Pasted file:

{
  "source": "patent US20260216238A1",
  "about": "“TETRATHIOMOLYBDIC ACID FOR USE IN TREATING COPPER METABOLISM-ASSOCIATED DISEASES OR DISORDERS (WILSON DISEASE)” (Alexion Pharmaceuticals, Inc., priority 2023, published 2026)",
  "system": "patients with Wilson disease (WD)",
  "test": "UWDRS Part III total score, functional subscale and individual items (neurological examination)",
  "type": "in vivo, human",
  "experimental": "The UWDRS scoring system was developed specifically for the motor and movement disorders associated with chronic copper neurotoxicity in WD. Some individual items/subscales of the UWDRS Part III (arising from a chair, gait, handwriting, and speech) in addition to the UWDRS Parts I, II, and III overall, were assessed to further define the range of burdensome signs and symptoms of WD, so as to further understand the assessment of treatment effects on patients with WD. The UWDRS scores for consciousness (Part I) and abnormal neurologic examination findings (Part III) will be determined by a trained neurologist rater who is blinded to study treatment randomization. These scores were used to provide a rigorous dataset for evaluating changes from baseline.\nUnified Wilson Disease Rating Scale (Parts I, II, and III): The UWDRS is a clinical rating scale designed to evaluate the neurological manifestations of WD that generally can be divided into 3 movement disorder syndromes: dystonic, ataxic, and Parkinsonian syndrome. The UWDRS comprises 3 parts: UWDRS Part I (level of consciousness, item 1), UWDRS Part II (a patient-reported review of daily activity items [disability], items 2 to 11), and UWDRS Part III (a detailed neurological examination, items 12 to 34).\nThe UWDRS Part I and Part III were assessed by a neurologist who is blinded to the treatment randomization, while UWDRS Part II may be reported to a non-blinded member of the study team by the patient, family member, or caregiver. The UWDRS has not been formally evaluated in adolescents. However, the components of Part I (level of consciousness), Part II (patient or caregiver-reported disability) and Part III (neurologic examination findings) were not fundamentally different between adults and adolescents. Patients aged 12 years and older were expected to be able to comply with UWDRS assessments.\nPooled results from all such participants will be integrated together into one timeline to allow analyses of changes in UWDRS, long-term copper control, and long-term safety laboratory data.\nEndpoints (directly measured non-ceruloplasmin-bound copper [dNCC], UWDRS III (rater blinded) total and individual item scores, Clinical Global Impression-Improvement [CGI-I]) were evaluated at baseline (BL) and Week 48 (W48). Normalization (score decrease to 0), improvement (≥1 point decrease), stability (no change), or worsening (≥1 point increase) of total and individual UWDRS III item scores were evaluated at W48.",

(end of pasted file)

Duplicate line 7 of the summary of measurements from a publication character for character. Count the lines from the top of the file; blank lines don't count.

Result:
  "experimental": "The UWDRS scoring system was developed specifically for the motor and movement disorders associated with chronic copper neurotoxicity in WD. Some individual items/subscales of the UWDRS Part III (arising from a chair, gait, handwriting, and speech) in addition to the UWDRS Parts I, II, and III overall, were assessed to further define the range of burdensome signs and symptoms of WD, so as to further understand the assessment of treatment effects on patients with WD. The UWDRS scores for consciousness (Part I) and abnormal neurologic examination findings (Part III) will be determined by a trained neurologist rater who is blinded to study treatment randomization. These scores were used to provide a rigorous dataset for evaluating changes from baseline.\nUnified Wilson Disease Rating Scale (Parts I, II, and III): The UWDRS is a clinical rating scale designed to evaluate the neurological manifestations of WD that generally can be divided into 3 movement disorder syndromes: dystonic, ataxic, and Parkinsonian syndrome. The UWDRS comprises 3 parts: UWDRS Part I (level of consciousness, item 1), UWDRS Part II (a patient-reported review of daily activity items [disability], items 2 to 11), and UWDRS Part III (a detailed neurological examination, items 12 to 34).\nThe UWDRS Part I and Part III were assessed by a neurologist who is blinded to the treatment randomization, while UWDRS Part II may be reported to a non-blinded member of the study team by the patient, family member, or caregiver. The UWDRS has not been formally evaluated in adolescents. However, the components of Part I (level of consciousness), Part II (patient or caregiver-reported disability) and Part III (neurologic examination findings) were not fundamentally different between adults and adolescents. Patients aged 12 years and older were expected to be able to comply with UWDRS assessments.\nPooled results from all such participants will be integrated together into one timeline to allow analyses of changes in UWDRS, long-term copper control, and long-term safety laboratory data.\nEndpoints (directly measured non-ceruloplasmin-bound copper [dNCC], UWDRS III (rater blinded) total and individual item scores, Clinical Global Impression-Improvement [CGI-I]) were evaluated at baseline (BL) and Week 48 (W48). Normalization (score decrease to 0), improvement (≥1 point decrease), stability (no change), or worsening (≥1 point increase) of total and individual UWDRS III item scores were evaluated at W48.",